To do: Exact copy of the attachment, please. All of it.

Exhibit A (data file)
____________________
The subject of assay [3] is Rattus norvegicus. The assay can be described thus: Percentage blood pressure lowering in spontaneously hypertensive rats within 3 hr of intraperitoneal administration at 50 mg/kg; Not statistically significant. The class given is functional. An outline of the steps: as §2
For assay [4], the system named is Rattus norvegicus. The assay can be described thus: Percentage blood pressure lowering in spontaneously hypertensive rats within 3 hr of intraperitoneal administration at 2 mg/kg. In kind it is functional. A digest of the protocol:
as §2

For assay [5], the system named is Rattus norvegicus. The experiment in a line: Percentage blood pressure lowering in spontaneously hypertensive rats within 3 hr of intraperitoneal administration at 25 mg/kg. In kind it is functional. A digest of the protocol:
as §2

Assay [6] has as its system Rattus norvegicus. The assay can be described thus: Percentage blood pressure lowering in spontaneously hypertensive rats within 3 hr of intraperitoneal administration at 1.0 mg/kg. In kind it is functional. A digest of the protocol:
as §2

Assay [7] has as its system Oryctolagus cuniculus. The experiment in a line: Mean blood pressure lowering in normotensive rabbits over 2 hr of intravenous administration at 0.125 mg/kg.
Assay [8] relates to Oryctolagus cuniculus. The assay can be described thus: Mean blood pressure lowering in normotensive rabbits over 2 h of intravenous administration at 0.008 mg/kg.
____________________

The subject of assay [3] is Rattus norvegicus. The assay can be described thus: Percentage blood pressure lowering in spontaneously hypertensive rats within 3 hr of intraperitoneal administration at 50 mg/kg; Not statistically significant. The class given is functional. An outline of the steps: as §2
For assay [4], the system named is Rattus norvegicus. The assay can be described thus: Percentage blood pressure lowering in spontaneously hypertensive rats within 3 hr of intraperitoneal administration at 2 mg/kg. In kind it is functional. A digest of the protocol:
as §2

For assay [5], the system named is Rattus norvegicus. The experiment in a line: Percentage blood pressure lowering in spontaneously hypertensive rats within 3 hr of intraperitoneal administration at 25 mg/kg. In kind it is functional. A digest of the protocol:
as §2

Assay [6] has as its system Rattus norvegicus. The assay can be described thus: Percentage blood pressure lowering in spontaneously hypertensive rats within 3 hr of intraperitoneal administration at 1.0 mg/kg. In kind it is functional. A digest of the protocol:
as §2

Assay [7] has as its system Oryctolagus cuniculus. The experiment in a line: Mean blood pressure lowering in normotensive rabbits over 2 hr of intravenous administration at 0.125 mg/kg.
Assay [8] relates to Oryctolagus cuniculus. The assay can be described thus: Mean blood pressure lowering in normotensive rabbits over 2 h of intravenous administration at 0.008 mg/kg.